A hallmark of the Mount Sinai Health System is its emphasis on translational research and interdisciplinary medicine. This ensures an exceptional environment for cancer patients, who often require clinical care beyond their cancer treatment. Our patients have seamless access to extraordinary care within the Mount Sinai Tisch Cancer Center as well as Mount Sinai’s other highly-ranked medical specialties.
The initial diagnosis and staging process for pancreatic cancer can be overwhelming, given the need for a multi-step work-up and evaluation by several specialists. We believe that providing coordinated and streamlined care that is patient centered and that helps minimize distress is critical.
Our clinic team includes experts from gastroenterology, surgery, medical oncology, radiation oncology, pathology, and radiology, as well as nutritionists, social workers and genetic counselors. They deliver cutting-edge treatment for pancreatic cancer patients, informed by our extensive translational research program. They collaborate via our Pancreas Tumor Board to identify the optimal treatment strategy for each patient. They also provide extensive supportive care services for patients as well as family members.
Treatment for Localized Pancreatic Cancer
Surgery is a safe, effective, and potentially curable treatment when your tumor is localized and has not spread beyond your pancreas and when the entire tumor can be removed. Mount Sinai pancreatic cancer surgeons have extensive expertise in all major and minor pancreatic operations, and Mount Sinai has all of the latest technology available, allowing the best outcome for your procedure. Some of the most common operations for complete removal of pancreatic tumors include:
- Distal pancreatectomy—removes the center and end of the pancreas, while leaving the head of the pancreas intact. May involve removal of the spleen. We often perform this procedure laparoscopically or robotically, which results in a short hospital stay, minimal scarring, and limited post-operative pain.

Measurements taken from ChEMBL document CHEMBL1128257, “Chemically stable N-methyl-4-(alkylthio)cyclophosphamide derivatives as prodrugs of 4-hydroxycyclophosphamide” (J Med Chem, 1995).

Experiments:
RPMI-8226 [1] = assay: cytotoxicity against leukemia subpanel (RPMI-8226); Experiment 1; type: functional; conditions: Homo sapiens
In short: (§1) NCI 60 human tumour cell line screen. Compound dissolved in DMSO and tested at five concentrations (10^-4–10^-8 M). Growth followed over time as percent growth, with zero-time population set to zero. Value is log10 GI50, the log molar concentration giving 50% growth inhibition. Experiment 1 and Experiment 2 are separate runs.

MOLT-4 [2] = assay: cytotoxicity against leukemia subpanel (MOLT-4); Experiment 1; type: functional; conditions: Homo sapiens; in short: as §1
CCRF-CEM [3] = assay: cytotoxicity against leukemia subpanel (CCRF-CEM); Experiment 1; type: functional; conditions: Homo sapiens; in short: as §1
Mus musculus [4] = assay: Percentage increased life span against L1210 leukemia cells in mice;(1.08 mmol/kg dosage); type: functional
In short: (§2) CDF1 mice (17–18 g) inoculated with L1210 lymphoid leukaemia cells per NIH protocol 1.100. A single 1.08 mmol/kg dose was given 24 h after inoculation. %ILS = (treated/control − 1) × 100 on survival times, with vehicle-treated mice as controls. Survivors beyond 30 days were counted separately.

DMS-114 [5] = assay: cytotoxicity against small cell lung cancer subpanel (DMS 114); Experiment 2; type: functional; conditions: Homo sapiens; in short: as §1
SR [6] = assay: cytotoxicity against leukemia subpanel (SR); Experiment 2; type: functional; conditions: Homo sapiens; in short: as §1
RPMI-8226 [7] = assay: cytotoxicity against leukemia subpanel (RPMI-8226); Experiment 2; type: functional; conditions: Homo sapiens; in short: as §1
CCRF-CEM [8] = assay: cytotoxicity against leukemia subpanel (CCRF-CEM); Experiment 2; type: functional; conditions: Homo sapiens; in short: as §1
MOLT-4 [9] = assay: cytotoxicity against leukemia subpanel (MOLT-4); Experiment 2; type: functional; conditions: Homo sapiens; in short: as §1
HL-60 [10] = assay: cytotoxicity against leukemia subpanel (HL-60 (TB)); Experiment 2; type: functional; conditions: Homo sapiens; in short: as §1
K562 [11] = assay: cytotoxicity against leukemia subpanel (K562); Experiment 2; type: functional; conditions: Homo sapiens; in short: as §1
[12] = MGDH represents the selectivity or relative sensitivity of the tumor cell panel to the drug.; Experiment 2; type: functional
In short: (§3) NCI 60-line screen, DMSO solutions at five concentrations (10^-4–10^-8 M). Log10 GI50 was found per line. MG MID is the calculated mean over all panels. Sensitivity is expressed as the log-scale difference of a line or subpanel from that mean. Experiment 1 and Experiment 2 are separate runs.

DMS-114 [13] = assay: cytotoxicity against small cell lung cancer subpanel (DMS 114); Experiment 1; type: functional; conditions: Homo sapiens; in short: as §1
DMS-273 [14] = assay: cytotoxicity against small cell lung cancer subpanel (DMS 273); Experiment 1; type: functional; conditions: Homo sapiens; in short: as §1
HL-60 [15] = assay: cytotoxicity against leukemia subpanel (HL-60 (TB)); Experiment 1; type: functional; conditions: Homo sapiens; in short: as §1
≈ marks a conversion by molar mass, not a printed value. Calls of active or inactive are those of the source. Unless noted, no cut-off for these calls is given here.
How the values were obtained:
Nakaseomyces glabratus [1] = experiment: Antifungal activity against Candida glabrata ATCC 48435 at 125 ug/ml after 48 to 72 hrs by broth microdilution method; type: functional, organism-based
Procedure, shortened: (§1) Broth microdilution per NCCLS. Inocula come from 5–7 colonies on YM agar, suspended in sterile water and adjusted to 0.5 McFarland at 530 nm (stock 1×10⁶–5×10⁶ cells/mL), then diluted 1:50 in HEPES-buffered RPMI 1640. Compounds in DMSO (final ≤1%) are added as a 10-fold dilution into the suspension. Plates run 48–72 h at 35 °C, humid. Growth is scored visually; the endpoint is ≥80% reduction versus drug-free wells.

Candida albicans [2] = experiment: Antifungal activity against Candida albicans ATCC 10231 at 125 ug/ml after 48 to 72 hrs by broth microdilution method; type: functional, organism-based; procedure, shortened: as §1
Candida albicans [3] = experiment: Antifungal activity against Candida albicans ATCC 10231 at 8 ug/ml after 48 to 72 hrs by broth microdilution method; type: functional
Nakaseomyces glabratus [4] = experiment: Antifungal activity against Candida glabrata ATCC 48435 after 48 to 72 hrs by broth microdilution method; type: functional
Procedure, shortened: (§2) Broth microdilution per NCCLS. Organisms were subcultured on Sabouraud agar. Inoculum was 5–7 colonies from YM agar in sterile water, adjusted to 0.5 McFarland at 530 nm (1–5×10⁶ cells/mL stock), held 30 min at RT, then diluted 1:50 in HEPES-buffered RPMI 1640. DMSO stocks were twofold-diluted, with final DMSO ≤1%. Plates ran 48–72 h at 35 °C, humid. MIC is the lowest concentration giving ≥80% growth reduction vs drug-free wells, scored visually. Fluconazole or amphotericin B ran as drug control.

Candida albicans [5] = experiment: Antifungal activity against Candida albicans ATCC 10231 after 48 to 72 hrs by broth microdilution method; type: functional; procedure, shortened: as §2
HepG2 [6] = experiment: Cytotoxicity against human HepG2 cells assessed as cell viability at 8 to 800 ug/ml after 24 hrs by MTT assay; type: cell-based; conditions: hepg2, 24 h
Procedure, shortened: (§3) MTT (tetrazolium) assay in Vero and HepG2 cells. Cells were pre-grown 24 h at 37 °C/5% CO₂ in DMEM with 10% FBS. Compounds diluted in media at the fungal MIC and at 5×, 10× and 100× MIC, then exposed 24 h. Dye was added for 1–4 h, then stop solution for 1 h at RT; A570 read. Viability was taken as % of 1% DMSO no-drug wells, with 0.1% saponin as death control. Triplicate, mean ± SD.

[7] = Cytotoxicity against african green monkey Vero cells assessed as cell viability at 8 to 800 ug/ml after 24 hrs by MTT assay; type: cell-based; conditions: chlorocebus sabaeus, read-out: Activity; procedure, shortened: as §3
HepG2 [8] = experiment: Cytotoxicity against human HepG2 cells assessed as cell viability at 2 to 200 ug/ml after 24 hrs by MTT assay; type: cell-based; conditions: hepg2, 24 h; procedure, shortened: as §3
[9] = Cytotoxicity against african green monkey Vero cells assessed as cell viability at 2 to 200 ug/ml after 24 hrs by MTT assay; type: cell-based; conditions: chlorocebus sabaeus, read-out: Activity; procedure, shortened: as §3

- Whipple procedure or pancreaticoduodenectomy—removes the head of the pancreas and attached organs, including part of the stomach, gallbladder, duodenum and common bile duct. The procedure leaves the center and end of the pancreas in place, allowing your pancreas to continue to produce insulin and digestive enzymes.
- Total pancreatectomy—removes the entire pancreas and the common bile duct. After surgery, endocrinology specialists create a plan to help replace insulin and pancreatic enzymes.
Our surgeons are skilled in the latest robotic techniques to perform pancreatic surgery. They also have expertise in performing irreversible electroporation (IRE), a technique that uses electrical pulses to destroy pancreas cancer cells but leave blood vessels intact. IRE is sometimes used when surgical removal is limited due to cancerous involvement of the major local blood vessels.
Depending on your condition, we may recommend radiation therapy to destroy cancer cells and reduce the size of your tumor. We may administer chemotherapy in the form of a pill, infusion, or via a port, to shrink a tumor before surgery or lower the chance of recurrence after surgery.
Treatment for Locally Advanced Pancreas Cancer
Tumors that are locally advanced cannot be safely treated with surgery because they are too close to major blood vessels. Chemotherapy and radiation therapy are often used to shrink tumors and control their progression. Our radiation oncologists are pioneering new techniques for eliminating pancreatic tumors, preventing cancer cells from spreading after surgery, and relieving symptoms that can affect quality of life.
Treatment for Metastatic Disease
The Mount Sinai Health System has highly-skilled pancreatic cancer specialists in medical oncology who have extensive experience treating all stages of pancreatic cancer and a keen understanding of metastatic disease. Our depth of experience and knowledge helps ensure the best outcomes for our patients. Our multidisciplinary team approach makes possible a full range of treatments for metastatic disease, including chemotherapy, radiation therapy, novel therapeutics, and supportive care options. We are leaders in the development of novel treatments for pancreatic cancer and in identifying multi-drug regimens that may extend survival.